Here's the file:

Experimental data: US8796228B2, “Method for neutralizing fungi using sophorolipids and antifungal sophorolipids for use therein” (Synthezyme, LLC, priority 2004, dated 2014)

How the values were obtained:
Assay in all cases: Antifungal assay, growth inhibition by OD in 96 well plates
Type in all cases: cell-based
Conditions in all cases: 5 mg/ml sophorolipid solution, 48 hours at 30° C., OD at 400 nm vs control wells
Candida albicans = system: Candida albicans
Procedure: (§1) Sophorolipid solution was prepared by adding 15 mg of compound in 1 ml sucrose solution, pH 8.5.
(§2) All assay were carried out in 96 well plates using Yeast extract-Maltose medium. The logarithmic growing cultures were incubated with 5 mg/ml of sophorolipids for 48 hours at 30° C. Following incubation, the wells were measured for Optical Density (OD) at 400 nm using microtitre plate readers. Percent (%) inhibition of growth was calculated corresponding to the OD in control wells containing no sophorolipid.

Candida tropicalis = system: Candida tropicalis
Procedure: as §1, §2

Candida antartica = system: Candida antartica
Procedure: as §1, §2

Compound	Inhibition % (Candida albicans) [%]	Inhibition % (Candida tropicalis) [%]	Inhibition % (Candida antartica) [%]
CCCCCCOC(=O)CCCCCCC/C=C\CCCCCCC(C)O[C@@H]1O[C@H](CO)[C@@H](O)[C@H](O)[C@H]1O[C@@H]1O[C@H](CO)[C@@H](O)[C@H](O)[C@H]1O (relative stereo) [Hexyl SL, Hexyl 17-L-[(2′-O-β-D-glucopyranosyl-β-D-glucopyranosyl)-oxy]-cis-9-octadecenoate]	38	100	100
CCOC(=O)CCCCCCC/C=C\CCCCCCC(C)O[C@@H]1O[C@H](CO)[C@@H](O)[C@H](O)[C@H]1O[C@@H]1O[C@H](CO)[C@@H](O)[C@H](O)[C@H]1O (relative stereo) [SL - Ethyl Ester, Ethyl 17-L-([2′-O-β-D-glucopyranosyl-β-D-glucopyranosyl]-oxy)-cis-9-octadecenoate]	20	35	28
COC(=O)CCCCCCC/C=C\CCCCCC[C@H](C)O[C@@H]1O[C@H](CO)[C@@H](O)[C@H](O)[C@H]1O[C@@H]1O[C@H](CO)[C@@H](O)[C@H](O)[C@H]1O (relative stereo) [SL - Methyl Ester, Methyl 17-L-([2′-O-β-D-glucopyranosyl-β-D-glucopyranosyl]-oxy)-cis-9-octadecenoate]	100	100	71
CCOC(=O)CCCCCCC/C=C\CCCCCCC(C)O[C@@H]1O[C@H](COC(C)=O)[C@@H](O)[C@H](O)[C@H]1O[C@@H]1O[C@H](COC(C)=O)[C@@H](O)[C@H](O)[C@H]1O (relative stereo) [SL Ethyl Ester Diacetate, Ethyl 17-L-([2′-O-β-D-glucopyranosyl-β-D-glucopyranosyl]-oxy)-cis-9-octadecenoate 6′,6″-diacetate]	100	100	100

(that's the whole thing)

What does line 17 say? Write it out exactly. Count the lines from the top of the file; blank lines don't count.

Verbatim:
CCOC(=O)CCCCCCC/C=C\CCCCCCC(C)O[C@@H]1O[C@H](COC(C)=O)[C@@H](O)[C@H](O)[C@H]1O[C@@H]1O[C@H](COC(C)=O)[C@@H](O)[C@H](O)[C@H]1O (relative stereo) [SL Ethyl Ester Diacetate, Ethyl 17-L-([2′-O-β-D-glucopyranosyl-β-D-glucopyranosyl]-oxy)-cis-9-octadecenoate 6′,6″-diacetate]	100	100	100